The Northern Quoll (Dasyurus hallucatus) is a mammal native to northern Australia which weighs 300g- 1000g and has prominent white spots on its fur. It is carnivorous and eats a range of invertebrates including reptiles. It’s habitat is hollow logs, tree hollows and rock crevices.  

The Northern Quoll is listed as critically endangered in the Northern Territory and is listed as endangered within Australia as a whole. It has been recorded as rapidly declining in numbers over the last few decades. This decline is largely attributed to the introduction and spread of cane toads but also is affected by frequent and late season burning, which causes habitat loss.

In the Northern Territory the quoll is  restricted to the Top End. To assist its recovery private landholders can implement a Cane Toad eradication  program, prevent the loss of habitat, particularly tree hollows by protecting landscapes from hot fires and even create and place tree hollows with the property.


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For more information a fact sheet can be found here https://nt.gov.au/__data/assets/pdf_file/0005/205475/northern-quoll.pdf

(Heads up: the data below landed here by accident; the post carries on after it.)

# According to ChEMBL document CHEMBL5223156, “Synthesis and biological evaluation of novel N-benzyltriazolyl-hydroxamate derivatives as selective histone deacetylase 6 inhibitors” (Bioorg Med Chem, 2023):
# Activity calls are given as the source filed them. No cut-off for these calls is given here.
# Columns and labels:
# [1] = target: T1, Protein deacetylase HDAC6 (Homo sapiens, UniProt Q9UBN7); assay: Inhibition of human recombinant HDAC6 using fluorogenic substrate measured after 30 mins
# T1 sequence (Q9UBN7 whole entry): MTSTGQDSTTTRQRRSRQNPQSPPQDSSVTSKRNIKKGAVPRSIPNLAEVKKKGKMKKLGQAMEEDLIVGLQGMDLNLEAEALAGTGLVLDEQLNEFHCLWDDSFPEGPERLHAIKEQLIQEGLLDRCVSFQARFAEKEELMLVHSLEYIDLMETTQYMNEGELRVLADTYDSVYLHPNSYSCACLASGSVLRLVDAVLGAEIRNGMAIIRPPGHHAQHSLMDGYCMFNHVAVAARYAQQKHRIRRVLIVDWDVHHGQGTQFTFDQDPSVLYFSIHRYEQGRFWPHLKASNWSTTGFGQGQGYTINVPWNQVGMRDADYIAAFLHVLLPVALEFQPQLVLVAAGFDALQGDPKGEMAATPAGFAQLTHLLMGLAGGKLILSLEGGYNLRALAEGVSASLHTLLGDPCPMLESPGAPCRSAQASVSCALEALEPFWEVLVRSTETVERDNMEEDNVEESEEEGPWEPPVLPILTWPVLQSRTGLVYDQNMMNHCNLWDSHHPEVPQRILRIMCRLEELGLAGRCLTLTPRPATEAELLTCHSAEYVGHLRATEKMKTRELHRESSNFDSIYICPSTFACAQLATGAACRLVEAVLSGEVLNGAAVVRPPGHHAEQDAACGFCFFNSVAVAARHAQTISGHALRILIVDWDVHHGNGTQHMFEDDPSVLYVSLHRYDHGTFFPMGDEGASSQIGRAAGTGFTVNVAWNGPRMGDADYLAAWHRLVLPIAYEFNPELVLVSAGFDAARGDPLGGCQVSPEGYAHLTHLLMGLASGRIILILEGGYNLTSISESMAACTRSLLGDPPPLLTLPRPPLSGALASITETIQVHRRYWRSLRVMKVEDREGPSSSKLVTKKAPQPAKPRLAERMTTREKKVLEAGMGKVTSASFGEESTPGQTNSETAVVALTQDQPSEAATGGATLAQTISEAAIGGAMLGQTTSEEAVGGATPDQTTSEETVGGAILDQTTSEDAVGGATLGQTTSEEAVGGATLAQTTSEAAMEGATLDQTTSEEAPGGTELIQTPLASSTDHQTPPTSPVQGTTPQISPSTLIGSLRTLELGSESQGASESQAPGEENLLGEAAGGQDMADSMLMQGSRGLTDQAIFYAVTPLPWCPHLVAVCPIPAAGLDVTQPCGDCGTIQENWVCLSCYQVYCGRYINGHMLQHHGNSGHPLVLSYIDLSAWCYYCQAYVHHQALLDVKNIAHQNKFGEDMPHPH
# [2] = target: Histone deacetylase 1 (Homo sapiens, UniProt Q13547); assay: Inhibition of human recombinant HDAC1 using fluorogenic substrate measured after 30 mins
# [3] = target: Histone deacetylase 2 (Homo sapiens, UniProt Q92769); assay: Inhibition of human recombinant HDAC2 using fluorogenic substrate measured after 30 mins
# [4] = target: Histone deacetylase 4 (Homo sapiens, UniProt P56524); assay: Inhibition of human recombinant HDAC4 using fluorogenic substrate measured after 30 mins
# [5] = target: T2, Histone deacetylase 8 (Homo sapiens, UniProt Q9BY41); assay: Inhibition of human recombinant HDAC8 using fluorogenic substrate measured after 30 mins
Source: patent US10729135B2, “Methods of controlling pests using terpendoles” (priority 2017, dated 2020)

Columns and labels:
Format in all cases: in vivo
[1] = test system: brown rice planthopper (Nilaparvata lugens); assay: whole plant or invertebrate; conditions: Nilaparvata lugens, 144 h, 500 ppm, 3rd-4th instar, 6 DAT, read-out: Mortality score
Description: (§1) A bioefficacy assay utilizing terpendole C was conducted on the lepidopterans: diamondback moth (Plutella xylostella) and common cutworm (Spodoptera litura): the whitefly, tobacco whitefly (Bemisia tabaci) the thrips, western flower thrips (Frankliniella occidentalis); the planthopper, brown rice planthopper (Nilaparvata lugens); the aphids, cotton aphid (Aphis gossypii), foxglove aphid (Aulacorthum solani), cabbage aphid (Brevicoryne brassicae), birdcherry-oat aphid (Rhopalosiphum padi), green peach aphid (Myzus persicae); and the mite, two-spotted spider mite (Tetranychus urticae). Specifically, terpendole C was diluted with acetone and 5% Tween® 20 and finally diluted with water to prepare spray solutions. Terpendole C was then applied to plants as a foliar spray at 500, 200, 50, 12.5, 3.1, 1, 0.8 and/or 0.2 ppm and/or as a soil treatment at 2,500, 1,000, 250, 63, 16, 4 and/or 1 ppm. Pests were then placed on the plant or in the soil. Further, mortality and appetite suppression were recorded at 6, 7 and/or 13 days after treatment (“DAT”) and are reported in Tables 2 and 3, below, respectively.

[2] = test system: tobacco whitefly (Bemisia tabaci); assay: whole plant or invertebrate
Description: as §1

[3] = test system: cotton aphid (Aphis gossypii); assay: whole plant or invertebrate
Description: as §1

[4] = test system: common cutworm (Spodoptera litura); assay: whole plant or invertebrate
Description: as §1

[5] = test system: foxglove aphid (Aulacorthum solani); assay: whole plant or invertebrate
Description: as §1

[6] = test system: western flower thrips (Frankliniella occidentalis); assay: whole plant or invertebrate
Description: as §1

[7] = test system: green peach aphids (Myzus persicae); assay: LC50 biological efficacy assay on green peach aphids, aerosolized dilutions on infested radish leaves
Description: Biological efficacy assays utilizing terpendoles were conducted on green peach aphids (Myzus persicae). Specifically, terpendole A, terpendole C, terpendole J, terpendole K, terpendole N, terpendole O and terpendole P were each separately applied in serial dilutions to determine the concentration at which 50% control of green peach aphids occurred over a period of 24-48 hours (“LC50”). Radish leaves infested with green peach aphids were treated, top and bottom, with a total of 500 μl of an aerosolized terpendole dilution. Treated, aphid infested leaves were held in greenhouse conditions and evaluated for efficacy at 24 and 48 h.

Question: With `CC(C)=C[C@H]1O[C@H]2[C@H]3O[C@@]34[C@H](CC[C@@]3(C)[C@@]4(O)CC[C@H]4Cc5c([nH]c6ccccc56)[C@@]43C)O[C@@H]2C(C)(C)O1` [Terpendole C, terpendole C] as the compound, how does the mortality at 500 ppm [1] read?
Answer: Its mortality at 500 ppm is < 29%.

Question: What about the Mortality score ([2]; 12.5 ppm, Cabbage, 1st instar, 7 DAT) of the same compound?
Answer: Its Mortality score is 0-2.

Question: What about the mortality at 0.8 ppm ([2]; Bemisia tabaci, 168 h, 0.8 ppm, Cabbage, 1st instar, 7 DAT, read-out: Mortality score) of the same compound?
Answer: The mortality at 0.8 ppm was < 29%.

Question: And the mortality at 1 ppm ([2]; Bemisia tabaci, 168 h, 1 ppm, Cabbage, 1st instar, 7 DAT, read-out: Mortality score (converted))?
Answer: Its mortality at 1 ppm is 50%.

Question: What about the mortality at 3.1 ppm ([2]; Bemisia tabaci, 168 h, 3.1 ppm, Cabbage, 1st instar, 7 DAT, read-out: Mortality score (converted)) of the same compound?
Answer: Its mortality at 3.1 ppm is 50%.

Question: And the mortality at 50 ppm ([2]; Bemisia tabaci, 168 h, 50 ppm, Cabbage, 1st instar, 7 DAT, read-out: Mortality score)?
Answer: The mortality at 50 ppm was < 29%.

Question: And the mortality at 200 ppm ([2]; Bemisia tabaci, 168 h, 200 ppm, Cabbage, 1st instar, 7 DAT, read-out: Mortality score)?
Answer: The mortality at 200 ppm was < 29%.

A virgin Virginia Block

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Land for Wildlife member David Rolfe tells the story of his 2 hectare block in Virginia-

In 1992 this was an undeveloped block of 2 hectares with a surprising range of habitats; a very rocky ridge with low savannah, a steep slope over a tumble of rocks, a sheltered area beneath the rocks and a wet season lagoon with a variety of melaleucas.

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It adjoins two largely uncleared bocks, one is 2 hectares, another is 11 hectares, and both of which include the lagoon area as well.